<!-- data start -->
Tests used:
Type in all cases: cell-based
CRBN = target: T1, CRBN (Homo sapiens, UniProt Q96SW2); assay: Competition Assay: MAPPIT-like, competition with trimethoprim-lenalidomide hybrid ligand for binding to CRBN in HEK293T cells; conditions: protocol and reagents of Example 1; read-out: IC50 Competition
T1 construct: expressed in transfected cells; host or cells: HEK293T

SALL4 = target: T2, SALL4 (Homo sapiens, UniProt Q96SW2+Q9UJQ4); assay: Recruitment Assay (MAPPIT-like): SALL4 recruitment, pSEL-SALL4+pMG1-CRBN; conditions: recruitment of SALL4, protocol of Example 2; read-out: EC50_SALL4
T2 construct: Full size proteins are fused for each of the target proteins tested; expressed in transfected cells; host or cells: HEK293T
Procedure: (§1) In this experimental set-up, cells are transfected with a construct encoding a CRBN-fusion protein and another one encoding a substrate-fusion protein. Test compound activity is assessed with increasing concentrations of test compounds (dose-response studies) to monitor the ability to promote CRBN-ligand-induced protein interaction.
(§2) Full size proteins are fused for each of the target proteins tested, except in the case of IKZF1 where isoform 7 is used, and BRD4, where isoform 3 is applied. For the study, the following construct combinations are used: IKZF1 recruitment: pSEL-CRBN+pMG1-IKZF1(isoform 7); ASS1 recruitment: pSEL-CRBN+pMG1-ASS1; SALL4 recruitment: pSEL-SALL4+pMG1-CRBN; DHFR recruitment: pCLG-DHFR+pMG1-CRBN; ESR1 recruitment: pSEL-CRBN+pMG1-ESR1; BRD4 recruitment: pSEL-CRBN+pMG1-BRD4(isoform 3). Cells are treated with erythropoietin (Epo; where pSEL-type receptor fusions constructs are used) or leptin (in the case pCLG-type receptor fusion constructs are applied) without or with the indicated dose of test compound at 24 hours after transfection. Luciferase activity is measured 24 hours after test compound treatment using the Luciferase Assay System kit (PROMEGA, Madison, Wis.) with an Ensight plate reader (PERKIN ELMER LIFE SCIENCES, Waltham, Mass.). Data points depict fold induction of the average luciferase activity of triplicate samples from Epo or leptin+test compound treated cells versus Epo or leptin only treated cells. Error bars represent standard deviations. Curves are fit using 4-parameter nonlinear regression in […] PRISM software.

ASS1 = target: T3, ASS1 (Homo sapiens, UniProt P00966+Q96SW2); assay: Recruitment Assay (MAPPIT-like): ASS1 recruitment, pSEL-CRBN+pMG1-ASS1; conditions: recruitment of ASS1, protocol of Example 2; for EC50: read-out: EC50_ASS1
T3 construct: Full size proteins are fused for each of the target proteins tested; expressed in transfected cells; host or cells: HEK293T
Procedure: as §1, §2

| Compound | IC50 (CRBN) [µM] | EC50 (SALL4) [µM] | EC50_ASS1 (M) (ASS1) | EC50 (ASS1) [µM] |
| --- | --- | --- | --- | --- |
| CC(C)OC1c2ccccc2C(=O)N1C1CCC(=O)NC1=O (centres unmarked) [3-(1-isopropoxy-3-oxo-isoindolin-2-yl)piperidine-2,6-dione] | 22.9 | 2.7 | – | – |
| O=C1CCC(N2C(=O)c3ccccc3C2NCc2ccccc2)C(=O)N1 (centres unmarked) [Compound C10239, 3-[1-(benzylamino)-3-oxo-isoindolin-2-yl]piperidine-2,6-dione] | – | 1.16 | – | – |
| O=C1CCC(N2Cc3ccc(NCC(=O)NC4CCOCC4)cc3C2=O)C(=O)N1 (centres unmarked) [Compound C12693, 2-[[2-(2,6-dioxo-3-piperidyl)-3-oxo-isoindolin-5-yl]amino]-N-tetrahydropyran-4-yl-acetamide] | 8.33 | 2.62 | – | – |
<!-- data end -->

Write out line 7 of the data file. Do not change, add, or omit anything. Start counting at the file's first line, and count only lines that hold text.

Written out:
Procedure: (§1) In this experimental set-up, cells are transfected with a construct encoding a CRBN-fusion protein and another one encoding a substrate-fusion protein. Test compound activity is assessed with increasing concentrations of test compounds (dose-response studies) to monitor the ability to promote CRBN-ligand-induced protein interaction.